This is a guest post by Diwas Raja Kc and Alston D’Silva
On the 18th of April this year, Dr. Priya Vedi of AIIMS tragically ended her life and left a Facebook note incriminating her husband—fellow doctor at AIIMS Dr. Kamal Vedi—for “torturing” her mentally, clearly implying that his homosexuality was the reason for her suicide. Her distress is apparent in the note as she recounts the lack of intimacy in her marriage and her discovery of the husband’s sexual activities as a gay man before and during the marriage. At the end she includes a plea to all gay men to not “marry to a girl to save yourself,” to not play with the emotions of a girl and her family. It should not be surprising that some condolent commentators have placed the blame specifically on Kamal Vedi’s alleged sexual orientation, even calling for legal action. Even within the LGBT community, the tendency has been to first put culpability on the man’s opportunistic participation in the institution of marriage. There is a sense that this incident ought to serve as a teaching moment for gay men, who are argued to require an ethical code, who need to fixate on the deliverance of their conscience, and whose rights—as Sandip Roy pointed out—”mean nothing without responsibility.” But despite Priya Vedi’s strongly felt sentiments, must we proceed as if the case of her fatal end is a logical and natural consequence of gay men’s irresponsible intrusions into the sanctum of marriage? After all, such intrusions are routine, and the ensuing heartbreaks are sometimes even known to be productive of powerful empathy between straight women and gay men.
In her pioneering text The World of Homosexuals (1977), Shakuntala Devi wrote, after detailing the turbulence a woman potentially faces upon the discovery of her spouse’s homosexuality and the realization of the ineffectiveness of her “feminine influence,” that these surprising unions have occasionally been the site for alternative practices of marriage, ones where a younger man and an older woman or a gay man and a lesbian woman might come to a “comradely understanding” of their mutual ambitions and choose to subvert the normative requirements of companionship. To the charge that gay men reap undue and undeserved benefits from marrying a woman, it is unclear what exactly of those benefits are marks of his homosexuality. For if those benefits include access to the wife’s unpaid labour, social status, and perhaps even a tacit license for cruelty, these apply as much to his straight counterparts. Even his shortcomings in the performance of conjugal duties, where sex is sequestered within the boundaries of matrimony, is not exclusive to gay men in marriage. Other men (and women) have also failed to perform the same or pursued extramarital dalliances.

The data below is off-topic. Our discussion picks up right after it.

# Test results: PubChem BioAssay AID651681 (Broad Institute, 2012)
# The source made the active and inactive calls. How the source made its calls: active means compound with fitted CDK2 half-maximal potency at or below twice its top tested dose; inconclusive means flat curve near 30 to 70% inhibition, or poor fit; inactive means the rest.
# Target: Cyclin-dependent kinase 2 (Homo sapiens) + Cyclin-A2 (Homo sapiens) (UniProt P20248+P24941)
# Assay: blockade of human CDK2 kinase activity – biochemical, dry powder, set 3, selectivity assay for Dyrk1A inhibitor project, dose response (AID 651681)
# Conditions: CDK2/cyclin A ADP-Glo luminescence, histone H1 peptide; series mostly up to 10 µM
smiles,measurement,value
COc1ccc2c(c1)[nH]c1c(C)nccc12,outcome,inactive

If a higher moral standard guides gay men that they must opt out from the privileges of patriarchy, it might appear facetious to demand this, but why should we not ask straight men to also opt out from the rewards of marriage? And even if it is specifically gay men who must opt out from patriarchy, should they also not refuse participation in educational institutions, public offices, marketplaces, and other sites of patriarchal advantages? The very mechanics of Indian marriages, choreographed by families where the participants have limited knowledge of each other offers exactly the cover that shepherd gay men into these unions. The supposed ethical demand that gay men in good conscience should opt out of heterosexual marriage fails to acknowledge that these seemingly irresponsible choices are often made under the pressures of a countervailing ethical impetus that sees personal sacrifices as necessary for the larger good of the family and community. Indeed, sacrifice is precisely the context of marriage that make many gay men feel or be persuaded that they can satisfactorily fulfill their roles as husbands. Sacrifice constitutes marriage as always and already a compromised union between partners with asymmetrical desires, affections, and power. In fact, so many successful relationships are exercises in negotiations between imperfect partners and acts of accommodating these asymmetries.